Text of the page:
Tiny Tina’s Wonderlands needs less Borderlands, more DnD

Gearbox's return to one of Borderland's best DLC worlds is great fun, but we wanted its titular DM to mess with us a lot more

An adorable DnD-inspired goblin from Tiny Tina's Wonderlands

In the opening minutes of Borderlands 2’s Tiny Tina’s Assault on Dragon Keep DLC (which you can buy here, coincidentally), Gearbox pulls a trick that immediately gets you on board. Tiny Tina is the DM in a game of DnD for her vault hunter mates. As the player, you’re looking at the world she’s describing, through the eyes of one of the characters within it. But there’s a squabble about Tina’s creative direction. Why would it be a lovely day if the Sorcerer just trashed the town? And why is there a rainbow in the sky? Tina has to improvise some tonal changes on the fly, plunging the world into eternal night before your eyes. It’s a grabber of a moment on a visual level, but think about the level of conceptual abstraction its developers just got you vibing with: you’re a DnD character inside another character’s imagination, inside a video game, watching her change your reality in order to appease the suspension of disbelief for her friends, some videogame NPCs.

That new level of fourth-wall breaking and genre playfulness defined the DLC, and made it popular enough to bring us here, to a standalone game. Tiny Tina’s Wonderlands feels something akin to Borderlands: The Pre-Sequel in scope rather than a mainline sequel, but in imagination and tonal confidence it’s way ahead of that butt-stomping lunar diversion. It’s basically a comedy improv class, expressed as a looter shooter.

The preview build made available to PCGamesN features two classes, the Graveborn and Stabbomancer, and a few hours of gameplay that feels like it’s from the first third of the game.

Spearheaded by a squeaky firebrand named Jar, the local goblins are revolting and it’s up to you to shoot things to further their Marxist cause. That means exploring a Euro-medieval fantasy world infused with Borderlands-isms like fast travel teleporters, vending machines, and boxes full of loot every 4.5 paces.

Tiny Tina's Wonderlands Tiny Tina’s Wonderlands Tiny Tina’s Wonderlands Fanatical $59.99 Pre-order Network N earns affiliate commission from qualifying sales.

Strip away the forest glades and olde English-sounding weapon names and you’re still playing within the usual Borderlands template, employing ranged weapons and character abilities on jabbering enemies who spill numbers out of their heads when you shoot them, and running up to switches with quest markers on them and pressing ‘use’ to make the story go forwards via disembodied voiceover exposition. As ever, the magic isn’t just in the mechanical satisfaction of the shooting – still excellent, by the way, and largely unchanged from the last main game – but also in the meaning Gearbox puts on what you’re doing.

An overview of a snowy level in Tiny Tina's Wonderlands

I thought I was too old and bitter to care much about some goblins cheering in a cleared out camp as they raise a G.T.F.O. flag in the name of liberty, but I’m happy to discover otherwise. I wouldn’t have expected to find Tina’s scenery chewing delivery so funny for so long, as she pops up to move the story along to her DnD audience. Again, wrong and glad about it.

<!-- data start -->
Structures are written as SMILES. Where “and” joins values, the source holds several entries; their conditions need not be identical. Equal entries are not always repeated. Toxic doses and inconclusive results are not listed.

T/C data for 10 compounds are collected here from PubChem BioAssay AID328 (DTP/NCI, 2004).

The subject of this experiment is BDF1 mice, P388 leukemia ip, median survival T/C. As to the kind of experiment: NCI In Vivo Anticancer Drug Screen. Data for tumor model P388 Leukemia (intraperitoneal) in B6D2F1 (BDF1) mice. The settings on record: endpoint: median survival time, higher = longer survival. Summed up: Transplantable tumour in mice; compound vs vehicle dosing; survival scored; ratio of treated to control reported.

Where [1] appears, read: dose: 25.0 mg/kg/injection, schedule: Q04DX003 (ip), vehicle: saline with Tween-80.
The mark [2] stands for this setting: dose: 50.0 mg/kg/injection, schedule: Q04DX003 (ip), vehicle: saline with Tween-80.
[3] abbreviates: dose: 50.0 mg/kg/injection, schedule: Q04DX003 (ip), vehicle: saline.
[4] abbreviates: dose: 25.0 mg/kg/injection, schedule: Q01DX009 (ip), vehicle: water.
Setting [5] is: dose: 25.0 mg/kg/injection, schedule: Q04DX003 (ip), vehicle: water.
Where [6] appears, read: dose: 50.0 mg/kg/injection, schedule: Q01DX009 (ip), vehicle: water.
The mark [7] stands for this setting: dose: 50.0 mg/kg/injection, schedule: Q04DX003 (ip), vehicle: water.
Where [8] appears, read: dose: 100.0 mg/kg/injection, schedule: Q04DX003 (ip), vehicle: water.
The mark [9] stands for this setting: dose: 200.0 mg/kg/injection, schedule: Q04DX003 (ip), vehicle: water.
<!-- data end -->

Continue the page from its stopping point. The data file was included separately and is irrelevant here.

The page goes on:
Of the two classes I messed with, Stabbomancer feels far and away more satisfying. Unleash their special and they become invisible and deal out nothing but crits for an extended period. Spend some points on minimising ability cooldown and buffing your damage while moving, and you can basically play as a trigger-happy version of Garrett the Master Thief. His other special is a sword you throw out that hovers in place dealing its own melee damage for a while, which wasn’t as fun but does feel Wonderlands-appropriate. And then there’s the massive fireball you can call down from the sky at will, on a short cooldown, when you’re feeling like this whole stealth thing’s overrated.

The Graveborn’s a little more complex to play with. Her special involves sacrificing a bit of health to deal a massive AoE attack, while she’s also got a summon that deals a small amount of damage for her, like Mordecai’s Bloodwing in previous games. Later levels grant additional summons, and one of her skill pools stacks damage dealt with the more summons she has active, so she’s a bit of a traditional DnD ranger-monk hybrid.

A DnD character shooting a mechanical dragon that's breathing fire in Tiny Tina's Wonderlands

These classes, like the missions we played and the loot descriptions, are all thematically cohesive in a way that feels like settling down into an expertly crafted antique chair. You’re in good company with Borderlands spinning a yarn, and the DnD conceit gives it plenty of material to riff on. Tina does a fine job of playing with your expectations and being all post-ironic, which is at least half of why I enjoyed the original DLC so much.

Where it does feel lacking, though, and just a touch mind you, is in committing to the bit. I want my paradigm to be shifted more dramatically and frequently by Tina’s improvised DMing. I want melee weapons to feel more emphasized in this fantasy setting. I want more new features that feel totally out of whole cloth, and more specific mechanically to this setting. Maybe it’s in there and I just haven’t seen it. But despite my undeniable enjoyment with this preview slice, I did catch a sense of Gearbox trying to squeeze the most out of the resources it already has rather than fully committing to fleshing out new ideas.

Tiny Tina's Wonderlands Tiny Tina’s Wonderlands Tiny Tina’s Wonderlands Fanatical $59.99 Pre-order Network N earns affiliate commission from qualifying sales.

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